Sermon for June 6th, 2021

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Psalm 46

To the leader. Of the Korahites. According to Alamoth. A Song.

1 God is our refuge and strength,
   a very present help in trouble.
2 Therefore we will not fear, though the earth should change,
   though the mountains shake in the heart of the sea;
3 though its waters roar and foam,
   though the mountains tremble with its tumult. Selah

4 There is a river whose streams make glad the city of God,
   the holy habitation of the Most High.
5 God is in the midst of the city; it shall not be moved;
   God will help it when the morning dawns.
6 The nations are in an uproar, the kingdoms totter;
   he utters his voice, the earth melts.
7 The Lord of hosts is with us;
   the God of Jacob is our refuge. Selah

8 Come, behold the works of the Lord;
   see what desolations he has brought on the earth.
9 He makes wars cease to the end of the earth;
   he breaks the bow, and shatters the spear;
   he burns the shields with fire.
10 “Be still, and know that I am God!
   I am exalted among the nations,
   I am exalted in the earth.”
11 The Lord of hosts is with us;
   the God of Jacob is our refuge. Selah

Psummer of Psalms IV: Psalm 46

Every summer for the last four years, we have delved deeply into the Book of Psalms. By now, some of you probably remember that I usually start this series by looking at the Psalm which corresponds to my age. Two weeks ago was my 46th birthday, so this year we start our series with Psalm 46.

If you've always wanted to read the psalms but don't know where to start, this is a great approach, because unless you are 152 years old, I guarantee there is a psalm that corresponds to your age. I can't guarantee it will be a nice, comforting psalm, so please don't take your birthday psalm as a prediction of how your life will go this year. The Psalms cover the entire range of human emotion, even some pretty horrible emotions. But Psalm 46 happens to be a great psalm, one of the all time favorite psalms, and right up there with the 23rd psalm.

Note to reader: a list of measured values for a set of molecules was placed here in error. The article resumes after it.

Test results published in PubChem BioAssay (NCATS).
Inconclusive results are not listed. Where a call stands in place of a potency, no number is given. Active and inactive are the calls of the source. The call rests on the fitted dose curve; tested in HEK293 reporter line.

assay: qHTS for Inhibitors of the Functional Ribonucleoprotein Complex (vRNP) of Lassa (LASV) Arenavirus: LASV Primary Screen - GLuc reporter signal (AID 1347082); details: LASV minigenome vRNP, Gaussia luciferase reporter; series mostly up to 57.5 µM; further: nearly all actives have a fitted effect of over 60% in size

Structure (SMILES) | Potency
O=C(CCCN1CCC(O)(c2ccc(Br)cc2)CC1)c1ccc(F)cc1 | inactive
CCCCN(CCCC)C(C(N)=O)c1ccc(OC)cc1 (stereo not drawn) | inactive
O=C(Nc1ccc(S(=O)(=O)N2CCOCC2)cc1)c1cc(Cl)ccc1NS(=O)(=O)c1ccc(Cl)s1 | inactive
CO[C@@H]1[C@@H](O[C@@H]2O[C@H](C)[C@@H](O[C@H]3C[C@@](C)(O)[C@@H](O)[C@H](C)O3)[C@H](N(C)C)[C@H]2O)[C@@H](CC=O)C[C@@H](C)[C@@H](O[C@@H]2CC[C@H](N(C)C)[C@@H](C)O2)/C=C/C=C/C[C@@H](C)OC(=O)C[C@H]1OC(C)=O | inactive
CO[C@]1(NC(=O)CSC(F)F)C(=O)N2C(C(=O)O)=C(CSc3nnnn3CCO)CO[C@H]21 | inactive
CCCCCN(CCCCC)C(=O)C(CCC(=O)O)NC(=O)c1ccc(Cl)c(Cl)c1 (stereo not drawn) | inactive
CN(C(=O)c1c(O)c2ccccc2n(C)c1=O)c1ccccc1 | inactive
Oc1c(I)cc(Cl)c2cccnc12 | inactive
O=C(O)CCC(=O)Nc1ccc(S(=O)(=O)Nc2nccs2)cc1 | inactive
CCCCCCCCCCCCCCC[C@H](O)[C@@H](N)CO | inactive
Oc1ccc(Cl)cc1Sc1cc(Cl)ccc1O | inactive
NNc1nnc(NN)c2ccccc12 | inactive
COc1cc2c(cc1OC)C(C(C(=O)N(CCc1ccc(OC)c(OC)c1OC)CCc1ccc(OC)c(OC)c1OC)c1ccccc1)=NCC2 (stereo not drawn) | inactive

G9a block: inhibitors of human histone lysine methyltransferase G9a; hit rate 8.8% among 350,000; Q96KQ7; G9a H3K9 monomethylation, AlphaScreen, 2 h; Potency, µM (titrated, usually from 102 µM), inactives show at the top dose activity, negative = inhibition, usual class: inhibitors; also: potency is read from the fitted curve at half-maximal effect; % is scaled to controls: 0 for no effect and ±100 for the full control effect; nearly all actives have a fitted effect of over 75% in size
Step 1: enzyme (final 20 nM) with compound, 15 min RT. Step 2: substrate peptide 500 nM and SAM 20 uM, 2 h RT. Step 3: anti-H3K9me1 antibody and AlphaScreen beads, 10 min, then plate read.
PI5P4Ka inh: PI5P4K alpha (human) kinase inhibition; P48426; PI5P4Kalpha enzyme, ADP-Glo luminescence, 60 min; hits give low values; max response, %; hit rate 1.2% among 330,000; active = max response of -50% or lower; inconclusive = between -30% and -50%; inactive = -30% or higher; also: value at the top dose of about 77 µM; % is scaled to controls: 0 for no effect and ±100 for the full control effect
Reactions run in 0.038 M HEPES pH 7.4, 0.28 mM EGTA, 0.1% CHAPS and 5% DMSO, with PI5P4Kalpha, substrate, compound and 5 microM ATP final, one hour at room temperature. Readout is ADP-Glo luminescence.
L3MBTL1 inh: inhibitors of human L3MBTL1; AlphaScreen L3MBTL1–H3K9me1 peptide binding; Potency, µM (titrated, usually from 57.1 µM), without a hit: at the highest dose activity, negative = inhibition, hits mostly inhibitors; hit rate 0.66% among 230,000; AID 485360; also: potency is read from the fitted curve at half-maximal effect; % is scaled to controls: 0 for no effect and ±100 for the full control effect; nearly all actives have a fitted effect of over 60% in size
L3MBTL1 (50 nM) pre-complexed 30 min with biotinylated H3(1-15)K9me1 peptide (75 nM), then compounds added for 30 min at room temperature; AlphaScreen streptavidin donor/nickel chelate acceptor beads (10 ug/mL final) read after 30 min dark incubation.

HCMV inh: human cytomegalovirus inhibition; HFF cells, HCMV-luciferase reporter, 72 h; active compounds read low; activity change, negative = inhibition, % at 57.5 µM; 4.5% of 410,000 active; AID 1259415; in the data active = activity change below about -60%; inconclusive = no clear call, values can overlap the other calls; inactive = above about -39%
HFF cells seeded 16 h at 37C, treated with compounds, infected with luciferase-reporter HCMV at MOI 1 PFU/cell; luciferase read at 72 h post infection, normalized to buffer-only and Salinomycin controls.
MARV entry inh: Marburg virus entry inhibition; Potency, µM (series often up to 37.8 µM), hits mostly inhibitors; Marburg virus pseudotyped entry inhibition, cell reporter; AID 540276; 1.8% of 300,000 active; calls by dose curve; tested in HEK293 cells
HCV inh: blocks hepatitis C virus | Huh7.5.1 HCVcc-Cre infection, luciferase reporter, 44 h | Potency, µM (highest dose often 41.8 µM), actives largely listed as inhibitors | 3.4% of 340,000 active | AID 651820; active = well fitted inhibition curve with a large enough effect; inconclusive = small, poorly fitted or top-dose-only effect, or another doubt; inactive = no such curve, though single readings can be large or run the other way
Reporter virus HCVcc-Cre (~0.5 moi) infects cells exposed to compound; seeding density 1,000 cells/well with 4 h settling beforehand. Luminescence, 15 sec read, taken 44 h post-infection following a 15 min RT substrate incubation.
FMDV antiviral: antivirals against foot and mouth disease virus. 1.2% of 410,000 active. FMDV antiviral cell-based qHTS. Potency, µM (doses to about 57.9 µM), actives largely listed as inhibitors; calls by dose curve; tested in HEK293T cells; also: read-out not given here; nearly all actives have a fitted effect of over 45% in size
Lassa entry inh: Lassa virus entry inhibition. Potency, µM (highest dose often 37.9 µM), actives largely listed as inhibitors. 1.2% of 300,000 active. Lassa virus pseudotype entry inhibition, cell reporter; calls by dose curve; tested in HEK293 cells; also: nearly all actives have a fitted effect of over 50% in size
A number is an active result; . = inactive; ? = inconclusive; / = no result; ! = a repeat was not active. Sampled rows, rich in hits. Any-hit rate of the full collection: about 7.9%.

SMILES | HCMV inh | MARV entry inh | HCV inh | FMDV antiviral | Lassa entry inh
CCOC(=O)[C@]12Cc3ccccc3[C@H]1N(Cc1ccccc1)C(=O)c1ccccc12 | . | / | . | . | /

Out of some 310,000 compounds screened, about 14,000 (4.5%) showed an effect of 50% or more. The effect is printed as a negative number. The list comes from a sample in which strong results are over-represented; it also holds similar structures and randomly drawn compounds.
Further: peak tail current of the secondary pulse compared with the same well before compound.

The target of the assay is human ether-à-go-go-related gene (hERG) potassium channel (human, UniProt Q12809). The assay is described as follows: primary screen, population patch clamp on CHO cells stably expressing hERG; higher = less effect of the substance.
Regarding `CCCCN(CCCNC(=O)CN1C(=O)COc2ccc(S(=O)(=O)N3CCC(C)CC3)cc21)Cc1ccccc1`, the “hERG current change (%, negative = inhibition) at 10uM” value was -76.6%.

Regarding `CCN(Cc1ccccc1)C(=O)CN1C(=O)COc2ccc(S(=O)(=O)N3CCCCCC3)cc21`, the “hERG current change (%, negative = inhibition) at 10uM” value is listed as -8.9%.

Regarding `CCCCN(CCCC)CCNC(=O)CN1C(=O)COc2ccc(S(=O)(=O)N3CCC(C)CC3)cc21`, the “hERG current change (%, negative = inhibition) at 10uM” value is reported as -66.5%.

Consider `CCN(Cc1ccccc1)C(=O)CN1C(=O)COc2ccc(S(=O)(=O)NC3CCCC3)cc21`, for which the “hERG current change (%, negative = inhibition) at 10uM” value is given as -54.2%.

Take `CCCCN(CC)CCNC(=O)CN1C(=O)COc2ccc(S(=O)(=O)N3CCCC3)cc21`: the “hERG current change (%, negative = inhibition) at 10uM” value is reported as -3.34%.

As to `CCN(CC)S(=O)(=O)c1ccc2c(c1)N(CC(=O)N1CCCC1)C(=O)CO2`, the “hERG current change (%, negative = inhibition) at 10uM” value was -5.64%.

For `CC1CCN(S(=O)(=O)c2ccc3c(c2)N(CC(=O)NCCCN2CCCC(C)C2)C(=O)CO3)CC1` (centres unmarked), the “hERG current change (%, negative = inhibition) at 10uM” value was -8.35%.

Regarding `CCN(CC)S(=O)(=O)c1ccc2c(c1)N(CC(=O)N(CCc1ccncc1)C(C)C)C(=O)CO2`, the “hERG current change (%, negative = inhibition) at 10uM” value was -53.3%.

If I asked right now how many of you know the words of Psalm 46 by heart (any of them), I'm guessing not many of you would raise your hand. But if I started singing... "If the sky that we look upon should tumble and fall (sing it with me) or the mountains should crumble to the sea; No I won't be afraid, no I won't be afraid, just as long as you stand by me..." See, you know Psalm 46 better than you think. We just sang verses 2 and 3, and a loose paraphrase of verses 7 and 11. The psalms have always inspired some of the best music in every culture and every generation.

Psalm 46 is about remembering that God stands by us in times of trouble.

Like many psalms, it begins with a set of instructions, indicating it was probably used for musical worship in the original temple in Jerusalem. It is addressed "to the leader" (presumably the worship leader) as a composition "of the Korahites" (a musical family who composed many of the Psalms). It is to be sung "according to alamoth." עַלְמָה (almah) is the Hebrew word for a young girl and so "alamoth" (the plural of almah) could mean that this was a song meant to be sung by a women's choir, or by the women of the congregation. And finally, we read that it is (clearly) a song.

The Psalm is divided into three sections, each one ending with the cryptic, untranslatable word "Selah" which could be some sort of musical instruction, or just an indication of where each verse ends. There's a repeated refrain at the end of sections two and three, which also shows up in slightly different wording at the very beginning of verse one. The gist of the first verse, and the refrains is simply this: God is with us; God is our refuge.

The first part of the psalm expounds on that theme: Specifically, God is present in the midst of what we would call "natural disasters."

"Though the earth should change, though the mountains shake in the heart of the sea; though its waters roar and foam, though the mountains tremble with its tumult."

All these things were real fears and dangers to people in the ancient world, and they still are to us today: Earthquakes, floods, hurricanes, avalanches, volcanic eruptions. Things which, despite all our technology and knowledge and progress, are still vastly beyond our ability to stop or control. God is present with us in the midst of all these things. By the way, plagues, viruses, and pandemics have usually been included in this category of "natural disasters."